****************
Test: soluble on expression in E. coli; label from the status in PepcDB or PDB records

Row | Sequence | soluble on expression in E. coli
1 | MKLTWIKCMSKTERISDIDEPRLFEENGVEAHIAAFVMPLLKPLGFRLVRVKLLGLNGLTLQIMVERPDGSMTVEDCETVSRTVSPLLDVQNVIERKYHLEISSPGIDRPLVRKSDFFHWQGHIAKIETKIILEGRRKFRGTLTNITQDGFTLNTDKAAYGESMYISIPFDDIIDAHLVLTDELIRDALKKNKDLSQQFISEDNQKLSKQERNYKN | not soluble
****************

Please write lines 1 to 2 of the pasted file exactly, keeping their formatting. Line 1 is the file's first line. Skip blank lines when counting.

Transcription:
Test: soluble on expression in E. coli; label from the status in PepcDB or PDB records

Row | Sequence | soluble on expression in E. coli